5 tax-smart ways to a better salary

July 10, 2008

Little can be done to save tax for salaried employees! This seems to be the predicament of most salaried individuals. While it might be true to some extent, things could be better if you at least try and structure your salary in a tax efficient way.

Higher the better

Often employees desire to have maximum amount of salary in hand and accordingly structure their salary so as to have less of basic component, which leads to lower contribution on account of retirals such as provident fund (PF) etc.

On the contrary, we are of the opinion that by increasing the component of retirals you are possibly benefiting in two ways. The first being that the employer contributions to PF is tax free up to the extent of 12 per cent of your salary (basic + DA) and the second being enabling you to defer the tax payable from current timeframe to a future timeframe.

It might also be possible for you to achieve zero tax status on withdrawal of such amounts in future if you have completed five years of continuous employment (not specifically with the same employer).

In case you reside in a rented property, you could incorporate the component of HRA into your salary. This would enable you to cut your tax bill phenomenally.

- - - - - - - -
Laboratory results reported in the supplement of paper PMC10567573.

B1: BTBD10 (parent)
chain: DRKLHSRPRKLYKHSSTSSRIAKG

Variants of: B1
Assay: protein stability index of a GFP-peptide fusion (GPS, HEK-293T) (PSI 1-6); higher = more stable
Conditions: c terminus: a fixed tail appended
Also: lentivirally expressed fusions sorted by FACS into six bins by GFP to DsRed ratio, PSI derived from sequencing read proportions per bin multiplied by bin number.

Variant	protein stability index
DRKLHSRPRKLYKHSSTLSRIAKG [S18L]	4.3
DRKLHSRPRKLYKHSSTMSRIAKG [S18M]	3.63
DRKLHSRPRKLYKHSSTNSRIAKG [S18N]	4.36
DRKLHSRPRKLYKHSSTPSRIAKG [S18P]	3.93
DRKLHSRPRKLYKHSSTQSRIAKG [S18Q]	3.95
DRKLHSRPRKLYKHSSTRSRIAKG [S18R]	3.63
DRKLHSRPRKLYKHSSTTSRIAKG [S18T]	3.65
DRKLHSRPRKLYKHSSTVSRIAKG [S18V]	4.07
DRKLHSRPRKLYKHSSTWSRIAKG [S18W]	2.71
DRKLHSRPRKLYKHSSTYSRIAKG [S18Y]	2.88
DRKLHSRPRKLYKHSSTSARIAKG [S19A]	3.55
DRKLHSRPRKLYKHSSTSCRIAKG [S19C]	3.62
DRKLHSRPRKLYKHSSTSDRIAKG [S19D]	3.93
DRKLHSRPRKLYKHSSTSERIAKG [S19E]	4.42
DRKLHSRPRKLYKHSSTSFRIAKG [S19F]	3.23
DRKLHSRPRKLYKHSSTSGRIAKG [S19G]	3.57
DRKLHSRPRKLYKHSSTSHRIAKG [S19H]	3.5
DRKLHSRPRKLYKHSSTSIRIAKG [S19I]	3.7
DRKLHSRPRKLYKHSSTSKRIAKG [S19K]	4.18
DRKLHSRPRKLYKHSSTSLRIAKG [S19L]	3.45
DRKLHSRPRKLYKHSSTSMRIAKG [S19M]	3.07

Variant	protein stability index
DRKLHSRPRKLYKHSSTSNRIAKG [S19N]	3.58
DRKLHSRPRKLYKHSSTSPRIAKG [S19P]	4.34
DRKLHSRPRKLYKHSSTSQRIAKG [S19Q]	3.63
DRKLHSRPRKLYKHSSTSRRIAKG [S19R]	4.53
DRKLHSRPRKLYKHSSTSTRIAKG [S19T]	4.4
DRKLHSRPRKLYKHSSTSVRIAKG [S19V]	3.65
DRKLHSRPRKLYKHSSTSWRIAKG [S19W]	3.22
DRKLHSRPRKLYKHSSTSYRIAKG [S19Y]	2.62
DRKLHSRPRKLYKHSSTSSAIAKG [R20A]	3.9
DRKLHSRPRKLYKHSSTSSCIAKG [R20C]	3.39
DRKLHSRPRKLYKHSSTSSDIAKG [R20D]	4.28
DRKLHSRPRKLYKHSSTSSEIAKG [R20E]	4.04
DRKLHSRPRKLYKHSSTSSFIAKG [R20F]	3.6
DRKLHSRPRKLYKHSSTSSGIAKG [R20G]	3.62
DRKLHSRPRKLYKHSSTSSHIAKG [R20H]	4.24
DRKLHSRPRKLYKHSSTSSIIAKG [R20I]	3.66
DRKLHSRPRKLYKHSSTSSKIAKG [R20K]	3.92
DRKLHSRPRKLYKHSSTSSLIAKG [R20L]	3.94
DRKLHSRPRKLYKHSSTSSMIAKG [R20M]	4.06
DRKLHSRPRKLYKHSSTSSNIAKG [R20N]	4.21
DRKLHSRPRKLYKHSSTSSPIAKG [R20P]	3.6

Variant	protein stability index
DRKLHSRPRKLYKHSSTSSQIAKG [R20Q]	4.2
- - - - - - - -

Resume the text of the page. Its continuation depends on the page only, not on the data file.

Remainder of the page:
Generally salaried individuals have a doubt in their mind as to whether they could avail of HRA benefit if they have a house property.

Here it has to be noted that HRA benefit is available even if you have an owned house property subject to the condition that you should not be staying in that house property and are actually staying in a rented property due to reasons of employment.

Tax free allowances
You could factor in all the possible tax free allowance into your salary structure to reduce the tax burden. Few of the tax free allowances are as follows:

  • Education allowance: Exempt up to Rs 100 per child per month for a maximum of two children.
  • Transport allowance: Exempt up to Rs 800 per month.Though the amounts might seem small but even a rupee of tax saved is a rupee earned.

Tax free reimbursements

Salaried individuals often spend on aspects that might be indirectly linked to their employment such as you might be needed to be attired in a particular way to conduct your employment or you may be needed to read up on subject specific reference books.

Such expenses might not be specifically reimbursed by your employer but is part of your salary.

Here it would be advisable to identify all such heads of expenses incurred by you for reasons directly/indirectly associated with your employment.

Try to talk to your Company HR to restructure the salary in such a way that these reimbursements are given separately against bills submitted by you. This would enable you to get some tax free components included in your overall structure.